Apache Tapestry

From Wikipedia, the free encyclopedia
Apache Tapestry
Original author(s)Howard Lewis Ship
Developer(s)Apache Software Foundation
Stable release
5.8.4[1] Edit this on Wikidata / 2024-02-06; 3 months ago
RepositoryTapestry Repository
Written inJava
Operating systemCross-platform (Java Virtual Machine)
TypeWeb application framework
LicenseApache License 2.0

Apache Tapestry is an open-source component-oriented[clarification needed] Java web application framework conceptually similar to JavaServer Faces and Apache Wicket.[2] Tapestry was created by Howard Lewis Ship,[when?] and was adopted by the Apache Software Foundation as a top-level project in 2006.[3]

Tapestry emphasizes simplicity, ease of use, and developer productivity. It adheres to the Convention over Configuration paradigm, eliminating almost all XML configuration.[4] Tapestry uses a modular approach to web development by having a strong binding between each user interface component (object) on the web page and its corresponding Java class. This component-based architecture borrows many ideas from WebObjects.[5]

Notable features[edit]

Live Class Reloading
Tapestry monitors the file system for changes to Java page classes, component classes, service implementation classes, HTML templates and component property files, and it hot-swaps the changes into the running application without requiring a restart. This provides a very short code-save-view feedback cycle that is claimed to greatly improve developer productivity.[6]
Pages may be constructed with small nestable components, each having a template and a component class. Custom components are purportedly trivial to construct.[7]
Convention over configuration
Tapestry uses naming conventions and annotations, rather than XML, to configure the application.[8]
Spare use of HTTPSession
By making minimal use of the HTTPSession, Tapestry is designed to be highly efficient in a clustered, session-replicated environment.[9]
Most form submissions follow the Post/Redirect/Get (PRG) pattern, which reduces multiple form submission accidents and makes URLs friendlier and more bookmarkable, along with enabling the browser Back and Refresh buttons to operate normally.[10]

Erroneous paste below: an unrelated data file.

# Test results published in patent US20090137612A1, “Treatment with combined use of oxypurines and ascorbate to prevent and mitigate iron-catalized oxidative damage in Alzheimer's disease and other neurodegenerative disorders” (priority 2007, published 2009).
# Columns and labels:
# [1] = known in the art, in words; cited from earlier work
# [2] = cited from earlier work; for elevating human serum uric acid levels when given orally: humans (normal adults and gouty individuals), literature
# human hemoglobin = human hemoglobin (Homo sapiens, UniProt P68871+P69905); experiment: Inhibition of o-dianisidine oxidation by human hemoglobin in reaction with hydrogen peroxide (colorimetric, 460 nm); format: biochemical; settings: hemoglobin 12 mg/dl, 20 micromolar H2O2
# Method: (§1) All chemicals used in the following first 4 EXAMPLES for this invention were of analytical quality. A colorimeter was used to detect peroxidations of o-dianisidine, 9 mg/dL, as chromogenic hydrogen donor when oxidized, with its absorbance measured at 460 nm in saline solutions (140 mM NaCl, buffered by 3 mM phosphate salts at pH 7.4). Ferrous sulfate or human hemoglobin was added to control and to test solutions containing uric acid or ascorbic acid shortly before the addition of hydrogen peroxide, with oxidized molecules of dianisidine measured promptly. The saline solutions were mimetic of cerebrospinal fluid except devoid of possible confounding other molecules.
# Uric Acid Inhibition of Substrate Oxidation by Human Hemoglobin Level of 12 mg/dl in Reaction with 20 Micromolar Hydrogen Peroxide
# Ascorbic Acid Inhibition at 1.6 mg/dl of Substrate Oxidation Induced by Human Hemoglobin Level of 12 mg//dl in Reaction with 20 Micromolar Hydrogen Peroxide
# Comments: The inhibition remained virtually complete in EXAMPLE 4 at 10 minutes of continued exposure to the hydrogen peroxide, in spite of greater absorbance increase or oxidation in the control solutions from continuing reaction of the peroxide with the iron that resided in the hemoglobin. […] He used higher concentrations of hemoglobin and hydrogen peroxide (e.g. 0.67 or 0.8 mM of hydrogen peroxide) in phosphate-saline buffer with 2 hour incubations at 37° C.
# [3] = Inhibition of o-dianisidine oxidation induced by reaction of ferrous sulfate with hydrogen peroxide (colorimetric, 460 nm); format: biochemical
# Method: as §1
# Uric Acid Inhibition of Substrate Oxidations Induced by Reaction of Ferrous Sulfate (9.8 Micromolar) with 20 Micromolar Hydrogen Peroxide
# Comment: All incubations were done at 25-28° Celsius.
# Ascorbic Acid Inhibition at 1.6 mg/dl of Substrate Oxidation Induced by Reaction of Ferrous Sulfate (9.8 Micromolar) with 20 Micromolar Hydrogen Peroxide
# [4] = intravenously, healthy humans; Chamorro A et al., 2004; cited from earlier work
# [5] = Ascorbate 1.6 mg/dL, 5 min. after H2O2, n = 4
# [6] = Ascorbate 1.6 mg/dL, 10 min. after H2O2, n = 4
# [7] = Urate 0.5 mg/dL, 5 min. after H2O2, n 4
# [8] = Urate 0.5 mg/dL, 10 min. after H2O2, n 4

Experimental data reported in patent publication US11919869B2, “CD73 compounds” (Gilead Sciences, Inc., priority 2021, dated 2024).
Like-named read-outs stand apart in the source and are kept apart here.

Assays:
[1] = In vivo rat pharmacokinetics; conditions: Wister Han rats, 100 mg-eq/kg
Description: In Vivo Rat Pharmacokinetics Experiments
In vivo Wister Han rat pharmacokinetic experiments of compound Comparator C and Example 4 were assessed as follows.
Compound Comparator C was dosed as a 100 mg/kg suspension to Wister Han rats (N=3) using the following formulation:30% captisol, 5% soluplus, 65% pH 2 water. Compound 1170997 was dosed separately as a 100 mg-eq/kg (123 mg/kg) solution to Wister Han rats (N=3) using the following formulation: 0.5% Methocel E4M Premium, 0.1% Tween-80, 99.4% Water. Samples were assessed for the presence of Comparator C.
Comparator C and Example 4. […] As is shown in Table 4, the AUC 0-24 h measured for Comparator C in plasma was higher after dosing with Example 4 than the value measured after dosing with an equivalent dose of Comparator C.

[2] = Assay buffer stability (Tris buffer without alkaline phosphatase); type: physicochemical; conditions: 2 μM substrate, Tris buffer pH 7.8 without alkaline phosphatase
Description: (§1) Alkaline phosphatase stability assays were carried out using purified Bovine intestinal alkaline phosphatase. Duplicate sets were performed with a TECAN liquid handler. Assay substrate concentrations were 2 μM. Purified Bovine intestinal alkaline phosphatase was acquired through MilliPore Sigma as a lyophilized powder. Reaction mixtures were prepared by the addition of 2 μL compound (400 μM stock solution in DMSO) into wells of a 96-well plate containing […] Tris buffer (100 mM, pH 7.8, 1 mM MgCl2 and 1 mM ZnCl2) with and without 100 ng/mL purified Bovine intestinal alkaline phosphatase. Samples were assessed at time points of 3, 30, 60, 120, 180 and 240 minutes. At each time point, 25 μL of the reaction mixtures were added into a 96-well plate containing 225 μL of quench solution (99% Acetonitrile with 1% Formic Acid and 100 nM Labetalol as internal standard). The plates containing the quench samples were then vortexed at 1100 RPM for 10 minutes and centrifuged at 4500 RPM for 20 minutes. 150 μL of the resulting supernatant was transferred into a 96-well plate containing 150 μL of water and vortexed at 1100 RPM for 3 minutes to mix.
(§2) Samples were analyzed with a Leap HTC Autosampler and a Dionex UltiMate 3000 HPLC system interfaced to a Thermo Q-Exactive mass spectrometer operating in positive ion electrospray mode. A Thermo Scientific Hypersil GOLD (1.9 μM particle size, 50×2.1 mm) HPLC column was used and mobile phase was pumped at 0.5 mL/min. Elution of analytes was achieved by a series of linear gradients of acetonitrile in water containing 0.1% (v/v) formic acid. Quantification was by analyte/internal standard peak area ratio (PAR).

Inversion of Control (IoC)
Tapestry is built on a lightweight Inversion of Control layer with similarities to Google Guice, but designed to make nearly all aspects of Tapestry's behavior configurable and replaceable.[8]

Hello World Example[edit]

A minimal, templated Tapestry application needs only three files:

The (X)HTML template for the /helloworld page. Tapestry templates can contain any well-formed (X)HTML markup.
<!DOCTYPE html>
<html xmlns="http://www.w3.org/1999/xhtml" 
    <p>Hello, ${username}</p>
The page class associated with the template. Here, it merely provides a *username* property that the template can access.
package org.example.demo.pages;

/** A page class (automatically associated with the template file of the same name) */
public class HelloWorld {

    /** An ordinary getter */
    public String getUsername() {
        return "World";
The servlet application Deployment Descriptor, which installs Tapestry as a servlet filter.
<?xml version="1.0" encoding="UTF-8"?>
<!DOCTYPE web-app
        PUBLIC "-//Sun Microsystems, Inc.//DTD Web Application 2.3//EN"
    <display-name>Tapestry Example</display-name>
        <!-- Tell Tapestry 5 where to look for pages, components and mixins -->
        <!-- Define the Tapestry servlet filter -->
        <!-- Tell the servlet container which requests to send to the Tapestry servlet filter -->

Class transformation[edit]

Tapestry uses bytecode manipulation to transform page and component classes at runtime. This approach allows the page and component classes to be written as simple POJOs, with a few naming conventions and annotations potentially triggering substantial additional behavior at class load time. Tapestry versions 5.0, 5.1 and 5.2 used the Javassist bytecode manipulation library. Subsequent versions replaced Javassist with a new bytecode manipulation layer called Plastic that is based on ObjectWeb ASM.[11][12]

Client-side support[edit]